Sunday, 27 January 2008

Philip Macdonald

Like Shelley Smith, Philip Macdonald had a book chosen by Julian Symons for inclusion in the Collins Crime Club Golden Jubilee Collection. Like her, he is a writer of the past whose work deserves to be read today. I’d rate him as one of the most interesting crime novelists to emerge from the Golden Age. Even though many of his books have flaws of one kind or another, he had the gift of creating fascinating situations that keep you turning the pages.

His usual detective was Colonel Anthony Gethryn. Gethryn was in spirit a character of the 1920s, and he featured in The Maze, which kicked off the Crime Club list in 1930, but he appeared as late as 1959, in a weird but entertaining serial killer story, The List of Adrian Messenger. This is the book that, in its 1963 film version, included fleeting appearances from such unlikely Golden Age figures as Frank Sinatra and Burt Lancaster. George C. Scott was cast, rather improbably, as Gethryn.

There is something intensely cinematic about most of Macdonald’s work and it’s no surprise that he finished up working in Hollywood. He was associated with the screenplays of Rebecca and Forbidden Planet (and he wrote the novelisation of the latter, under a pseudonym.) These are credits that most writers would kill for. Oddly enough, he did not write the screenplay for Twenty Three Paces to Baker Street, a very good 1956 movie based on a Gethryn novel. The script came from the pen of Nigel Balchin, a writer of considerable literary gifts who sometimes ventured into criminal territory. Balchin's own work is of great interest, and I'll post about him separately one of these days.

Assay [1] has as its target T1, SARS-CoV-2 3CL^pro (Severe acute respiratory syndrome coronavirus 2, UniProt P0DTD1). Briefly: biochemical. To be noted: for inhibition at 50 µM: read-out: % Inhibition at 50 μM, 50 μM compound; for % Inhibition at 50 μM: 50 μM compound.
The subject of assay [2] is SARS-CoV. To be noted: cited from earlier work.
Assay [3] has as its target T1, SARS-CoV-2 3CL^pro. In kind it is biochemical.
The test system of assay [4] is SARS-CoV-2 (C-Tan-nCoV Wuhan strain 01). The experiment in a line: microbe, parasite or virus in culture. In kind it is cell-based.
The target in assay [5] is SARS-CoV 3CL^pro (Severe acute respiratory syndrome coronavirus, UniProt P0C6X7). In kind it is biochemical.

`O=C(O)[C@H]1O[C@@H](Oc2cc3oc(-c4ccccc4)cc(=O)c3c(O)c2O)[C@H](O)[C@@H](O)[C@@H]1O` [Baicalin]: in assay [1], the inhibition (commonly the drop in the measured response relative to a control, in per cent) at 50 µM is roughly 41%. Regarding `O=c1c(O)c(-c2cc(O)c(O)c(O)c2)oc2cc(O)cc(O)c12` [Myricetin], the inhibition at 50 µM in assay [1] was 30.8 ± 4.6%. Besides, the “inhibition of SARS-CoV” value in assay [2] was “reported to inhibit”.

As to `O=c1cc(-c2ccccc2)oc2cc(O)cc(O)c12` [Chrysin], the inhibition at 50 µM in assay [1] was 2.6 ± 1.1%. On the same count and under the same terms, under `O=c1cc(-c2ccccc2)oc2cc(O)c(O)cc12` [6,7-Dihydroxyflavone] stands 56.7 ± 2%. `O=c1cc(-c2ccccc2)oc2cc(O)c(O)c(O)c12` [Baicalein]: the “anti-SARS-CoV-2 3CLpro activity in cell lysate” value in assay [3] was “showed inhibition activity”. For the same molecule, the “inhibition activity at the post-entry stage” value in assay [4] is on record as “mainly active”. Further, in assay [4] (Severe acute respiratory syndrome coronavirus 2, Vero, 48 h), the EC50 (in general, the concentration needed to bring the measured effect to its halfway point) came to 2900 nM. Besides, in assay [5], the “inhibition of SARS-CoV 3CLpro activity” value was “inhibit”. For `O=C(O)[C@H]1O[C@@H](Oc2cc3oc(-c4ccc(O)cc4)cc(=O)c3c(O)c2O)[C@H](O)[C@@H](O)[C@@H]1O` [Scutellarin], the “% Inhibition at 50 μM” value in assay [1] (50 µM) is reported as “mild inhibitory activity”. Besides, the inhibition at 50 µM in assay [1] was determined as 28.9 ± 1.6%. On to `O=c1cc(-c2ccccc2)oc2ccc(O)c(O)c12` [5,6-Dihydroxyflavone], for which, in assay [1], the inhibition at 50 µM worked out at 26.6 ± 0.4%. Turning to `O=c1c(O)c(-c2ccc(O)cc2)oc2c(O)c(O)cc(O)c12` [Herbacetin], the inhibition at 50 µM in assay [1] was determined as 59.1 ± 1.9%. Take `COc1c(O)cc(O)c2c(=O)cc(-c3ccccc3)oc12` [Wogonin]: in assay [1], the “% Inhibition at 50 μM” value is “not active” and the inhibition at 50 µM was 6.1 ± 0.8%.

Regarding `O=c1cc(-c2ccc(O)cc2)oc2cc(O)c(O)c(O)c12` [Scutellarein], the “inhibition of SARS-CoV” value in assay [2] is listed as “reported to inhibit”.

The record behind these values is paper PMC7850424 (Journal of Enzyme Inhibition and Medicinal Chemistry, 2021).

Macdonald wrote two lively multiple murder books, X v Rex and Murder Gone Mad, long before The List of Adrian Messenger. He tried his hand at impossible crimes and wrote a few good short stories. Michael Gilbert, an even better crime novelist than Macdonald, said that the cleverly conceived denouement to The White Crow, an early Gethryn story, influenced the resolution of his play A Clean Kill. If you enjoy Golden Age detective stories, do give Macdonald a try.


Xavier said...

X vs. Rex is an awesome book, an astounding literary performance. I quite liked the later, non-Gethryn "Guest in the House" too.

Martin Edwards said...

Interesting. I absolutely agree about 'X v. Rex' and, though it's ages since I read it, I much enjoyed 'Murder Gone Mad.' I have 'Guest in the House' but have never got round to reading it for some reason. Now you've recommended it, I'll push it up the to-read list!

Ed Gorman said...

Macdonald is one of the few Golden Agers I really enjoy. He was a fine storyteller and a master at setting and sustaining a certain (and approriate) ambience.